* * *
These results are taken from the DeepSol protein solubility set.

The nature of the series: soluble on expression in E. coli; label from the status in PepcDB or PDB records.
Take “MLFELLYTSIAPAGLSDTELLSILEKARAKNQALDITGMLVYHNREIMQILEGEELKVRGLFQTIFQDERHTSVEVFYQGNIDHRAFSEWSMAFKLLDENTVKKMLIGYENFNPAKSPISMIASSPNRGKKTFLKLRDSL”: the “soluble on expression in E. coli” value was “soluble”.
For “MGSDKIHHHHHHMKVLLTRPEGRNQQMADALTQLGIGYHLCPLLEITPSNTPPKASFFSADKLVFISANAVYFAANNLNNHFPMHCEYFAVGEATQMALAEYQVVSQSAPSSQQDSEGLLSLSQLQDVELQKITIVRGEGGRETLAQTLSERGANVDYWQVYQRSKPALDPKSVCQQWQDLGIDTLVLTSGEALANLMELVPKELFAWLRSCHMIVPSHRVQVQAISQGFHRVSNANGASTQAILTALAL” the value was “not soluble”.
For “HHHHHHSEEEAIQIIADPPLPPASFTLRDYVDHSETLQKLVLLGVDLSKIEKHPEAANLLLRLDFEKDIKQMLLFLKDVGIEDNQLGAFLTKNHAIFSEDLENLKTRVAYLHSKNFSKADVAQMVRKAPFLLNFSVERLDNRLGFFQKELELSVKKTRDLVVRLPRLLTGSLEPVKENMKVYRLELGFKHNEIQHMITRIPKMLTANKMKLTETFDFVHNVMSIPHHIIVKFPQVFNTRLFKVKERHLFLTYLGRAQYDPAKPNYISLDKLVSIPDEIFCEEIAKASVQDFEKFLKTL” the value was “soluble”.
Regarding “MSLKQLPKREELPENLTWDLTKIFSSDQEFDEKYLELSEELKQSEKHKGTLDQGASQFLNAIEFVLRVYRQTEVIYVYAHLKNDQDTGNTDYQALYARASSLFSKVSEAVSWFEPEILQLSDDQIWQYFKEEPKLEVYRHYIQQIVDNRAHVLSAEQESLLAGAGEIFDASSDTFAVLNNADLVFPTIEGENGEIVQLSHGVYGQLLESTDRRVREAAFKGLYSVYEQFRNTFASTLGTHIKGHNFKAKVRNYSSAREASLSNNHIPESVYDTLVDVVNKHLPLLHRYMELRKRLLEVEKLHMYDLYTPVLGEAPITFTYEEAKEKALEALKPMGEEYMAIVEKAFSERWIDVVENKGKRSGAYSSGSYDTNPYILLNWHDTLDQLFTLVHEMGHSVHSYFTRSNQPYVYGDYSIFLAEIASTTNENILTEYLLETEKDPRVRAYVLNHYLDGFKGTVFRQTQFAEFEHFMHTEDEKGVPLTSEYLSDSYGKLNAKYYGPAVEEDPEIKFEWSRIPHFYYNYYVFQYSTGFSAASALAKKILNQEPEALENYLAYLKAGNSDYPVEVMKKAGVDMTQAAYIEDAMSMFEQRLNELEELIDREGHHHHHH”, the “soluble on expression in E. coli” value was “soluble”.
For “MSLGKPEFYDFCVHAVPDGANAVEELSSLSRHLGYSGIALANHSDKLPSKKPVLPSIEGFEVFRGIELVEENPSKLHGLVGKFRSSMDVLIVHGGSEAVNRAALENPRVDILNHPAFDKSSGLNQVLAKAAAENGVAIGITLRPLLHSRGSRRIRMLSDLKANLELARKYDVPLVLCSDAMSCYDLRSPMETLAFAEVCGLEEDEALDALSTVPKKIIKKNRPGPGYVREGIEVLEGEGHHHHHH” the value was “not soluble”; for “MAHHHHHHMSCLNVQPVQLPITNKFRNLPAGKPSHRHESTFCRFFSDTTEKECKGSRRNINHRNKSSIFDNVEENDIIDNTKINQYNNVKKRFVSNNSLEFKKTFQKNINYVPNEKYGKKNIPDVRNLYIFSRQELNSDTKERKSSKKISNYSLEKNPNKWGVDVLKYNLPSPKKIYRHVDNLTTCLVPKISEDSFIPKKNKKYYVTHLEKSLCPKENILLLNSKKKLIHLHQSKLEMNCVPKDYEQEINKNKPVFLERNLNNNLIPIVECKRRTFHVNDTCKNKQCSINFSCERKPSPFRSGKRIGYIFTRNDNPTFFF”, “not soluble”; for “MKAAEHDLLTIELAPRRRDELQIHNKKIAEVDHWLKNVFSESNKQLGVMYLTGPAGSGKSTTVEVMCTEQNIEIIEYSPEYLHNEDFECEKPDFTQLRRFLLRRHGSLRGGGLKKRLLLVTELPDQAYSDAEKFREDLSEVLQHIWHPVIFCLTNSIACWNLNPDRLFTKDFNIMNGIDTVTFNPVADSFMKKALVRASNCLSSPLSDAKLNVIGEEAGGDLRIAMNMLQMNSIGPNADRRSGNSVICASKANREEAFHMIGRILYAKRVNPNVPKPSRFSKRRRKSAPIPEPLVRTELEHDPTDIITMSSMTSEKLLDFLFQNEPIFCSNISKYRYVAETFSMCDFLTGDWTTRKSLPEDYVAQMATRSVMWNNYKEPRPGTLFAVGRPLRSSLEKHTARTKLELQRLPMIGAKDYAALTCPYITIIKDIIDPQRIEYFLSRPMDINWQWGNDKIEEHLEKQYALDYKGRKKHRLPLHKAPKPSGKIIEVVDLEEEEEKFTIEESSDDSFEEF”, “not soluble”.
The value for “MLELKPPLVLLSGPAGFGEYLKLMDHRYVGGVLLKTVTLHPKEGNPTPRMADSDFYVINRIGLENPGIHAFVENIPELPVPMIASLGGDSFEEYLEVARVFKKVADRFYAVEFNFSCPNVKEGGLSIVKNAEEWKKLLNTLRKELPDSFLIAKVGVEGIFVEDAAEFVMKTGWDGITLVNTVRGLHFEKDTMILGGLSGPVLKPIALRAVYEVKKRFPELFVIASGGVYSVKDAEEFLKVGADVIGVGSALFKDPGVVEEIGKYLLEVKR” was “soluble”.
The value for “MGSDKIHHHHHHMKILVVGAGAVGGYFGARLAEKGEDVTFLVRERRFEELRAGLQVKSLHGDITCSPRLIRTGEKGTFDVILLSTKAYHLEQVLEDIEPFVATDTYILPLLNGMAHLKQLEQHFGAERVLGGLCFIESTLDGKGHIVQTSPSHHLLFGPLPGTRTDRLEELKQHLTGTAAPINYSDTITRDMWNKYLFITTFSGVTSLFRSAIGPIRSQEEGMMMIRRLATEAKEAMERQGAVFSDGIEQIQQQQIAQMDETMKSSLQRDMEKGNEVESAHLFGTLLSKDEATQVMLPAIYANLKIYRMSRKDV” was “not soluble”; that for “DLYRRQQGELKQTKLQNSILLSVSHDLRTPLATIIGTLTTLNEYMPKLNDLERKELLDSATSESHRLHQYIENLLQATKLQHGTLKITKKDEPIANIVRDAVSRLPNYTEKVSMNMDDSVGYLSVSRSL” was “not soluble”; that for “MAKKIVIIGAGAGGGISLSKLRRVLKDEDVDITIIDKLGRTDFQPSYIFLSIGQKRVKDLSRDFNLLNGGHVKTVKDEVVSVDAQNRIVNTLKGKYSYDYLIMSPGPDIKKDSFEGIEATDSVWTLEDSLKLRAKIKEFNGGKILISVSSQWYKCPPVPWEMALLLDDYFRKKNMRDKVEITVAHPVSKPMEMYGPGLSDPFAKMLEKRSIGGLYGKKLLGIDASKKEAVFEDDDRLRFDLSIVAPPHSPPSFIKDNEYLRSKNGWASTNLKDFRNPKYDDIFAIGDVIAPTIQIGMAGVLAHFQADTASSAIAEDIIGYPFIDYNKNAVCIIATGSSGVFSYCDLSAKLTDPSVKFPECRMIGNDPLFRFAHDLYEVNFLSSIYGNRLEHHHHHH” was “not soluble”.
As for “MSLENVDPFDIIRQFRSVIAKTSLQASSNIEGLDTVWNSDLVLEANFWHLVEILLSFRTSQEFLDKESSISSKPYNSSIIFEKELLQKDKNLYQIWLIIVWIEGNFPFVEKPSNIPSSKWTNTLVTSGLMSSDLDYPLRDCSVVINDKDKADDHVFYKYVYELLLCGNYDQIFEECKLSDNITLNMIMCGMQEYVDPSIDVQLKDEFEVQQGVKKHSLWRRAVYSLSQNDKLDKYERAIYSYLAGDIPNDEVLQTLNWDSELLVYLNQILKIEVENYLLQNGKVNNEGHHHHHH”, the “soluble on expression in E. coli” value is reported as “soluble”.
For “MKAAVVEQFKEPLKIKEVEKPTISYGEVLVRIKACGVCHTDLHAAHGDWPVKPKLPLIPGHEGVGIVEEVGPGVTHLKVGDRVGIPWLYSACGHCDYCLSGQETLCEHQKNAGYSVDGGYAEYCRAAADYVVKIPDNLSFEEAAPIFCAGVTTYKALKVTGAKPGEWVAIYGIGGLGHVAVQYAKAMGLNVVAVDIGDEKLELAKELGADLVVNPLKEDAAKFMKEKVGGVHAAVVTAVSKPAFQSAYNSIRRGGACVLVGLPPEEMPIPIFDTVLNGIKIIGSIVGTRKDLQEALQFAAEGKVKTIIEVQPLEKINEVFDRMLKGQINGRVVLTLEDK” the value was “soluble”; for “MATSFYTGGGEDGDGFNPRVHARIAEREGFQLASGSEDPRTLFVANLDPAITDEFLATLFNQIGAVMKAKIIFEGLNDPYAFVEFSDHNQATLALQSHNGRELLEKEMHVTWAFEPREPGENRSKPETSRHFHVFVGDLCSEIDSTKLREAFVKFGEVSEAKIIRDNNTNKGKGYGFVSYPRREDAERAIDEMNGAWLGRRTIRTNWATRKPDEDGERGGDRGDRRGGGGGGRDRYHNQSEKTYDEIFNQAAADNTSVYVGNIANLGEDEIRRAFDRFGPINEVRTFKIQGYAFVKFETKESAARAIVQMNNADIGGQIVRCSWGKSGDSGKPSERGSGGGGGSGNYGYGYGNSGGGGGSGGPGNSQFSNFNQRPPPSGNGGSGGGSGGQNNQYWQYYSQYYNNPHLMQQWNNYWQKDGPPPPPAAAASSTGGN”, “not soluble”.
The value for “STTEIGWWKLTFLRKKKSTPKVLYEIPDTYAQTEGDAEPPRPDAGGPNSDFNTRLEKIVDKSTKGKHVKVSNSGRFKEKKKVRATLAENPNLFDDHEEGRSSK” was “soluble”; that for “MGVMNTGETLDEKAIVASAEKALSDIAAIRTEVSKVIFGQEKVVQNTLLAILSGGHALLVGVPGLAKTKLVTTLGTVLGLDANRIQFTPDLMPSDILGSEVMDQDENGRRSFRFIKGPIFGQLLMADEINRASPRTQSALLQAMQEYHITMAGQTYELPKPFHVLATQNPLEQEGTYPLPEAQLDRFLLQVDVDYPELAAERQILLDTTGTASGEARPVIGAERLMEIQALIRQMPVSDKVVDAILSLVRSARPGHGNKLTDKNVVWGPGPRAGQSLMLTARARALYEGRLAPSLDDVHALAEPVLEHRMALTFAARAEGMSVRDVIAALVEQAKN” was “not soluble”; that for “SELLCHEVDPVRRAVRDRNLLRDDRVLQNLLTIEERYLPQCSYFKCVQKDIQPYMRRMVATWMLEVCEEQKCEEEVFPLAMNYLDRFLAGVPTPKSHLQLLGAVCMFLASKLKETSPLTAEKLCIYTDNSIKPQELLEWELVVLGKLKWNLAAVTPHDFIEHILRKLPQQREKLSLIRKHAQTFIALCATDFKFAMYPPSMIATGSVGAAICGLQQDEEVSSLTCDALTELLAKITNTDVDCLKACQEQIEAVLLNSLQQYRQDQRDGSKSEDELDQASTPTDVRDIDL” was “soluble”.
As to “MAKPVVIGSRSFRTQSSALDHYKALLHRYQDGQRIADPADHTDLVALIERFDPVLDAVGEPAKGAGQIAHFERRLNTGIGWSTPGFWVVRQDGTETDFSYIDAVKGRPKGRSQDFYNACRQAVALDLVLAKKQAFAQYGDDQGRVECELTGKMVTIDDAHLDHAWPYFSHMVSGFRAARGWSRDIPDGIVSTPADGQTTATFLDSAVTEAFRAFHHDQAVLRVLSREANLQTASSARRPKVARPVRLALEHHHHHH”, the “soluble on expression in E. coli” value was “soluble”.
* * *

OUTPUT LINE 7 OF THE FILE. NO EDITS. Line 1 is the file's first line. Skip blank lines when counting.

For “MSLGKPEFYDFCVHAVPDGANAVEELSSLSRHLGYSGIALANHSDKLPSKKPVLPSIEGFEVFRGIELVEENPSKLHGLVGKFRSSMDVLIVHGGSEAVNRAALENPRVDILNHPAFDKSSGLNQVLAKAAAENGVAIGITLRPLLHSRGSRRIRMLSDLKANLELARKYDVPLVLCSDAMSCYDLRSPMETLAFAEVCGLEEDEALDALSTVPKKIIKKNRPGPGYVREGIEVLEGEGHHHHHH” the value was “not soluble”; for “MAHHHHHHMSCLNVQPVQLPITNKFRNLPAGKPSHRHESTFCRFFSDTTEKECKGSRRNINHRNKSSIFDNVEENDIIDNTKINQYNNVKKRFVSNNSLEFKKTFQKNINYVPNEKYGKKNIPDVRNLYIFSRQELNSDTKERKSSKKISNYSLEKNPNKWGVDVLKYNLPSPKKIYRHVDNLTTCLVPKISEDSFIPKKNKKYYVTHLEKSLCPKENILLLNSKKKLIHLHQSKLEMNCVPKDYEQEINKNKPVFLERNLNNNLIPIVECKRRTFHVNDTCKNKQCSINFSCERKPSPFRSGKRIGYIFTRNDNPTFFF”, “not soluble”; for “MKAAEHDLLTIELAPRRRDELQIHNKKIAEVDHWLKNVFSESNKQLGVMYLTGPAGSGKSTTVEVMCTEQNIEIIEYSPEYLHNEDFECEKPDFTQLRRFLLRRHGSLRGGGLKKRLLLVTELPDQAYSDAEKFREDLSEVLQHIWHPVIFCLTNSIACWNLNPDRLFTKDFNIMNGIDTVTFNPVADSFMKKALVRASNCLSSPLSDAKLNVIGEEAGGDLRIAMNMLQMNSIGPNADRRSGNSVICASKANREEAFHMIGRILYAKRVNPNVPKPSRFSKRRRKSAPIPEPLVRTELEHDPTDIITMSSMTSEKLLDFLFQNEPIFCSNISKYRYVAETFSMCDFLTGDWTTRKSLPEDYVAQMATRSVMWNNYKEPRPGTLFAVGRPLRSSLEKHTARTKLELQRLPMIGAKDYAALTCPYITIIKDIIDPQRIEYFLSRPMDINWQWGNDKIEEHLEKQYALDYKGRKKHRLPLHKAPKPSGKIIEVVDLEEEEEKFTIEESSDDSFEEF”, “not soluble”.